Pluronic is a trade name of tri-block copolymer also knows as poloxamer. This group of materials is characterized by the presence of hydrophobic poly(propylene oxide) (PPO) sandwiched between two blocks of hydrophilic poly(ethylene oxide) (PEO). By altering the length of the particular blocks it is possible to tune the properties of the resulting hydrogel. Its molecular structure also dictates the self-assembly mechanism of pluronic that is temperature-dependent and is based on micelle formation. When the right temperature is reached PPO block becomes less soluble in water creating a dehydrate core surrounded by hydrated PPE shell. Gel formation can be however reversed by lowering the temperature under the threshold level.
Pluronic and materials based on it, due to its favorable properties are widely used in tissue engineering applications for creating scaffolds, cell, and drug delivery constructs or as a sacrificial material for bioprinting. 
Pluronic is a relatively inert material that can be modified to serve different biological purposes by combination with other bionks, cell attachment peptides, or blending with nanoparticles. To improve its mechanical and biological properties Pluronic was used in combination with alginate , pectin  or acrylate for additional UV crosslinking . By the addition of aniline tetramer/polyethylenimine researchers also obtained conductive ink .
The table below shows physico-chemical features of Pluronic 127 available in our offer.
|Name||Molar mass||Avarage no. of PO units||Avarage no. of EO units||hydrophilic-lipophilic balance||hydrophilic- lipophilic balance||Cloud point||Ref.|
We strongly recommend Pluronic as starter material for your first steps with bioprinting due to the ease of use and well-characterized printing parameters. However, you will find it also useful in vasculature bioprinting, creating organ-on-chip constructs as well as for coaxial extrusion.
Materials and methods
You can purchase Pluronic 127 in our webshop.
Follow our dedicated protocol to bioprint Pluronic 127.
I have problems loading a syringe with Pluronic.
Make sure that Pluronic is cooled to 4°C. Follow the instructions in the Pluronic bioprinting protocol and have a look at our more detailed instructions for loading viscous materials.
Vigours pipetting might turn liquid Pluronic into a gel, so try avoiding that and either choose a pipette with a wide nozzle or pour the material directly from the container into the syringe.
There are a lot of bubbles in the Pluronic loaded into the syringe.
Air bubbles can be easily trapped in the Pluronic during loading. To remove them place a rubber stopper inside of the syringe and flip it with the tip of the syringe facing upwards. Place the syringe at 4°C in this position and wait until Pluronic because liquid again. The material should run down gravitationally leaving the air at the top of the syringe. Next, push the plunger gently to remove the air. Warm up the syringe to room temperature before printing.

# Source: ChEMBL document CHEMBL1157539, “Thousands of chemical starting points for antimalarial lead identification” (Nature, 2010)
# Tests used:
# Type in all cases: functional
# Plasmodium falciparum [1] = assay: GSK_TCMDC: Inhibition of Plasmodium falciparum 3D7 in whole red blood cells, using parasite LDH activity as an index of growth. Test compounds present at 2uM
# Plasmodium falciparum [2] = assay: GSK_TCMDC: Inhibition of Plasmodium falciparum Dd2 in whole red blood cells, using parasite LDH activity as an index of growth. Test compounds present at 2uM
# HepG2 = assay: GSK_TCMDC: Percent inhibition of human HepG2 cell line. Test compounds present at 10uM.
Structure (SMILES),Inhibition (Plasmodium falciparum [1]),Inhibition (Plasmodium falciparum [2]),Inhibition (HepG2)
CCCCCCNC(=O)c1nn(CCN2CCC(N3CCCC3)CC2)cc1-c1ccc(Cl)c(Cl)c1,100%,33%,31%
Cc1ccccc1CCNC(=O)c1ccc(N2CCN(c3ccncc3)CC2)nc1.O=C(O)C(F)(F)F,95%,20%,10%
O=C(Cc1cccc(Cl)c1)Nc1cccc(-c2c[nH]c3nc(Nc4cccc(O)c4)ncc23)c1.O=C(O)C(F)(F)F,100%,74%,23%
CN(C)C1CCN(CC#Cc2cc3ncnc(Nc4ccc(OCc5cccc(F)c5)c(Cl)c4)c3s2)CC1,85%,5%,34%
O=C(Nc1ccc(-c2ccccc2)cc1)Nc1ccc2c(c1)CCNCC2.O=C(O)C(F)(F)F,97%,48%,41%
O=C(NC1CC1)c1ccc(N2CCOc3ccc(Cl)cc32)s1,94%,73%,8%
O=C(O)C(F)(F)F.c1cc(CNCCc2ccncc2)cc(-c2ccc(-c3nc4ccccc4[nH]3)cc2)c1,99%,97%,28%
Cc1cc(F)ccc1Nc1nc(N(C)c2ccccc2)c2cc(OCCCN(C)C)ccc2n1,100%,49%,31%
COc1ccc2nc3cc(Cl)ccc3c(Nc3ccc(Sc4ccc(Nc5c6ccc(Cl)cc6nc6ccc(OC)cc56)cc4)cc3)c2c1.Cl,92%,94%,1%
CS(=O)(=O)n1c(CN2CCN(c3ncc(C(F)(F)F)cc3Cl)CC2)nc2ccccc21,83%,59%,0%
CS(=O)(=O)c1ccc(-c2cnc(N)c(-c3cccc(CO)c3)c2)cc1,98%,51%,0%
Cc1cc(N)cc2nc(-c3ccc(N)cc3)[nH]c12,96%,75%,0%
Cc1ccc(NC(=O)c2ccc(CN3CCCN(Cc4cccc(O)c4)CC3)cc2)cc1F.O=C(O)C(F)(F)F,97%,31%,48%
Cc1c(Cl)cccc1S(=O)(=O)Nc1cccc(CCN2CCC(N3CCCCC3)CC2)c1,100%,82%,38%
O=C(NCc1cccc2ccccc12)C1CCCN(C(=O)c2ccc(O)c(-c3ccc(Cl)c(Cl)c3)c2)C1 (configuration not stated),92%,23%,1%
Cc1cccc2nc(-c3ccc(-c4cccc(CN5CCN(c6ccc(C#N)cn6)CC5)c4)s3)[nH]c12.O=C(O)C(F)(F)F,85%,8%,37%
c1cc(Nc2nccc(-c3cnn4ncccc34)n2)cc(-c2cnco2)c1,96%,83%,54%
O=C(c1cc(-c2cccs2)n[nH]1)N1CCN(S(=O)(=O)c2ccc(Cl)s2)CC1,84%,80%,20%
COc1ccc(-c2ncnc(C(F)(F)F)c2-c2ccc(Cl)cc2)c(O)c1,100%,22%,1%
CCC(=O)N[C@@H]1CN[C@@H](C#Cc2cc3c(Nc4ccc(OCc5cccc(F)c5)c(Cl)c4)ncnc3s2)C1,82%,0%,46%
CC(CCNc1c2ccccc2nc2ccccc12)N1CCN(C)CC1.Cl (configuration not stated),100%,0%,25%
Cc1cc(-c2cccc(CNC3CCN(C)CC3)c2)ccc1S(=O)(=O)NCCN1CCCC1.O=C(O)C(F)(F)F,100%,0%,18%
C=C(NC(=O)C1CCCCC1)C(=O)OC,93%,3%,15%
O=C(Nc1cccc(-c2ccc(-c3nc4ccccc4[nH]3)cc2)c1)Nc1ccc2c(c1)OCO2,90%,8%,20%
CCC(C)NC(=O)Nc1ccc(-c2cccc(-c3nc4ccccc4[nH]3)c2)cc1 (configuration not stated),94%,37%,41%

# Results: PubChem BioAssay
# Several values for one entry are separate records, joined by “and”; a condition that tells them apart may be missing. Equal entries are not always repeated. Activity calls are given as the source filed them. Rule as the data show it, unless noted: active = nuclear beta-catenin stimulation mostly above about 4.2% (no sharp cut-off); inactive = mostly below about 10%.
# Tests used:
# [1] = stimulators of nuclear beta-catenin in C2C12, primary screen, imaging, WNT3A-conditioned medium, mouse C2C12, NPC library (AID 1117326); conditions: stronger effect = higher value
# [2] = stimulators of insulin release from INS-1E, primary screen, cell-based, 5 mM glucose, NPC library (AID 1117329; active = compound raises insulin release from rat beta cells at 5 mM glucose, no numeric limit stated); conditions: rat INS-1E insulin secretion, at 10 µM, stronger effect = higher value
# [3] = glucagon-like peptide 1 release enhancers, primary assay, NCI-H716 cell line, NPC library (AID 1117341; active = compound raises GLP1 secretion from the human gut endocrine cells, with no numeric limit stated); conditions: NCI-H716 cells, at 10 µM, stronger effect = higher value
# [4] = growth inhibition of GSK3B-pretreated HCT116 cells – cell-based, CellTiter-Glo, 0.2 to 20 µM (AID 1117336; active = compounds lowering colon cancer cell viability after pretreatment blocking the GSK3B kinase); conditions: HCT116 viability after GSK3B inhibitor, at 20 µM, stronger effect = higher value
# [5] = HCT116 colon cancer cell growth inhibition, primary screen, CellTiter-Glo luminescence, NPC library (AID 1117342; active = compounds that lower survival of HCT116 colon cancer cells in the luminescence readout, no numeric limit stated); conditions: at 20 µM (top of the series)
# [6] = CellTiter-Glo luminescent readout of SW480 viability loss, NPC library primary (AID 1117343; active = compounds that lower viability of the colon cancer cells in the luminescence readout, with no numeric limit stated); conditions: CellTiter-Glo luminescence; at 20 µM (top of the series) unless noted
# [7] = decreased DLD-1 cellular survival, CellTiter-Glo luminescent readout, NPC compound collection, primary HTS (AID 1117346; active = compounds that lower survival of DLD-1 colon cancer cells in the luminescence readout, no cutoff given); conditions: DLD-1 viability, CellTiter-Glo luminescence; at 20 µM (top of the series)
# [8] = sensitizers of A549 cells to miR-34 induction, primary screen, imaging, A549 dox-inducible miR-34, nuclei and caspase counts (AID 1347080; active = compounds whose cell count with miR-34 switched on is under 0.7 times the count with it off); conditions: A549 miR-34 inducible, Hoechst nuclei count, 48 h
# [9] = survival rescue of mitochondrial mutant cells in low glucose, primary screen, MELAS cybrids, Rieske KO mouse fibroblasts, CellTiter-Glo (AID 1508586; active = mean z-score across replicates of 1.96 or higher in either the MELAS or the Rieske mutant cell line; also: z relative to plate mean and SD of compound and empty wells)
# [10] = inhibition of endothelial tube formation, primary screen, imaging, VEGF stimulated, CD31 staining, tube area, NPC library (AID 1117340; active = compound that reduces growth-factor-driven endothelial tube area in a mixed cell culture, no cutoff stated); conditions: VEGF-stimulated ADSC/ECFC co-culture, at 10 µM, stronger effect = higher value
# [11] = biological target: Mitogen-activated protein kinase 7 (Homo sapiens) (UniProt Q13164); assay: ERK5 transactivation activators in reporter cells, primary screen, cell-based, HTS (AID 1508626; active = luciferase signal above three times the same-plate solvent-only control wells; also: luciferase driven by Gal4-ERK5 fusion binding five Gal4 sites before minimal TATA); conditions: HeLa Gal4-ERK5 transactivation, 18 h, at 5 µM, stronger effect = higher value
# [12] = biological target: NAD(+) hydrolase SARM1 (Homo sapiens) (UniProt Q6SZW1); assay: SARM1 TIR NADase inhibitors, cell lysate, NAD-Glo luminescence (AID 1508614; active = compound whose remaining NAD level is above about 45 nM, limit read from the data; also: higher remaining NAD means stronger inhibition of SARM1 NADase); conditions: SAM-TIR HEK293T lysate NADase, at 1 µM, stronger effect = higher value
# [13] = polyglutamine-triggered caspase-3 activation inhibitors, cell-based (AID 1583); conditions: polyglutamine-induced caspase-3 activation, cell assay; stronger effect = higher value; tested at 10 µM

Printing Pluronic results in inconsistent lines.
This might be due to low pressure, too small a nozzle, or bubbles trapped in the gel. Make sure you use printing parameters in the Pluronic bioprinting protocol. To remove air bubbles, check the instructions above. Also make sure that your needle is not clogged – dried Pluronic is diffucult to rehydrate and it can block the needle. In such case – replace it with a fresh one.
I have troubles to evacuate Pluronic from my bioprinted chips.
To effectively remove Pluronic that served as a sacrificial material you need to cool it down to 4°C. You can achieve it by placing the construct in the fridge or over the ice. Immersing the construct in cold water or PBS and constant agitation at 4°C can help as well. To force the liquid Pluronic try using a suction pump or a syringe with a needle inserted into the channel.
It’s difficult to see the construct printed with Pluronic.
As Pluronic is a transparent material it might be difficult to see it. If you are training using Pluronic or use it for demonstration, we recommend adding a dye into the gel (for example food coloring). The addition of fluorescent microspheres will make the material visible under a fluorescent microscope as well.
The needle used for printing Pluronic is clogged.
Once Pluronic dries, for example in the needle, it is difficult to rehydrate and remove it. We recommend using a fresh needle.
-  Zarrintaj, P.,et al, Poloxamer: A versatile tri-block copolymer for biomedical applications. In Acta Biomaterialia (2020). Vol. 110, pp. 37–67. https://doi.org/10.1016/j.actbio.2020.04.028
-  331 J.P. Armstrong, et al , 3D Bio- printing using a templated porous Bioink, Adv. Healthc. Mater. 5 (14) (2016) 1724–1730
-  332 A. Banks , et al, Novel bioprinting method using a pectin based bioink, Technol. Health Care 25 (4) (2017) 651–655
-  18 M. Müller, et al, Nanostructured pluronic hydrogels as bioinks for 3D bioprinting, Biofabrication 7 (3) (2015) 035006
-  S.L. Dong , et al, 3D printing of aniline tetramer-grafted-polyethylenimine and pluronic f127 composites for electroactive scaffolds, Macromol. Rapid Commun. 38 (4) (2017)6 84 G. Dumortier , et al, A Review of Poloxamer 407 Pharmaceutical and Pharmacological Characteristics, 23, 2006, pp. 2709–2728